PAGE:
At a Bethesda, Maryland, officers’ club party in December 1974, a Soviet naval attaché told a U.S. naval officer it was known that the United States had tried to raise the Soviet submarine K-129. He added: “If you go back there it would mean war.” Project Azorian—mistakenly called Project Jennifer in the press—had secretly raised part of the submarine the previous August.1
When the ballistic-missile submarine had failed to make scheduled communications checks, the Soviets instituted a massive search along the K-129’s presumed track and operating area. The search, with submarines, surface ships, and land-based aircraft, failed to find any trace of the missing craft.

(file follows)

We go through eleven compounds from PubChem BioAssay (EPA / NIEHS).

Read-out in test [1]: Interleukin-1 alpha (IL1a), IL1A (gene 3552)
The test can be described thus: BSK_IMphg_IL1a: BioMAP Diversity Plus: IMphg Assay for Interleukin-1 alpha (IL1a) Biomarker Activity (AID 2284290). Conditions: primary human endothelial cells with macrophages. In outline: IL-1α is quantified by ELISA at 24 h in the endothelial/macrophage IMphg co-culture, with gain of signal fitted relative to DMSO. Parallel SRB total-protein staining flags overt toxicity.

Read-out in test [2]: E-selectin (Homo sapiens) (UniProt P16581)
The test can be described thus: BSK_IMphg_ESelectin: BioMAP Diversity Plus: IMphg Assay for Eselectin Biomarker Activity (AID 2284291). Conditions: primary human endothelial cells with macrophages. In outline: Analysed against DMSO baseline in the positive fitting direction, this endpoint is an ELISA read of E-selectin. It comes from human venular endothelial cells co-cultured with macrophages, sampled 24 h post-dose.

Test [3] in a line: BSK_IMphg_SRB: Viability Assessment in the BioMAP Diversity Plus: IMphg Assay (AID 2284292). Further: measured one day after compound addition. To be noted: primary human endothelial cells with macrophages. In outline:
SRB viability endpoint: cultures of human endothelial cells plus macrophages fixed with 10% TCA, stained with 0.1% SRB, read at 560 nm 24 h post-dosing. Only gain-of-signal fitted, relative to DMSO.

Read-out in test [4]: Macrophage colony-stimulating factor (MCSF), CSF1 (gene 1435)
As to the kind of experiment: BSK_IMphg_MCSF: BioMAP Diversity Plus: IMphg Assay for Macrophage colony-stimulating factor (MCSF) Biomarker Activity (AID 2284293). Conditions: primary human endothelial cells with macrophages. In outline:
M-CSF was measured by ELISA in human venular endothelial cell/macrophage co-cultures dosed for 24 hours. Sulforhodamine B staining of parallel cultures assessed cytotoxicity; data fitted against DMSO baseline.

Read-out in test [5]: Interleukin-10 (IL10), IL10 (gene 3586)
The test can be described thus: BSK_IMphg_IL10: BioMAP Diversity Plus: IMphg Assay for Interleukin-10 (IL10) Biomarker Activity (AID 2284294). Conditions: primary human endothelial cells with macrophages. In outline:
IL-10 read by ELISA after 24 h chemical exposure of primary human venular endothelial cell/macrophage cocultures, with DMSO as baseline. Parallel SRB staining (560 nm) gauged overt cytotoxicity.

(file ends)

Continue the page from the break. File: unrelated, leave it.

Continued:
1. RADM Edward D. Sheafer Jr., USN (Ret.), discussion with author, 13 September 2010. Sheafer was Director of Naval Intelligence from August 1991 to September 1994.
2. Michael White’s film Azorian: The Raising of the K-129 presents a graphic account of the salvage; see www.projectjennifer.at.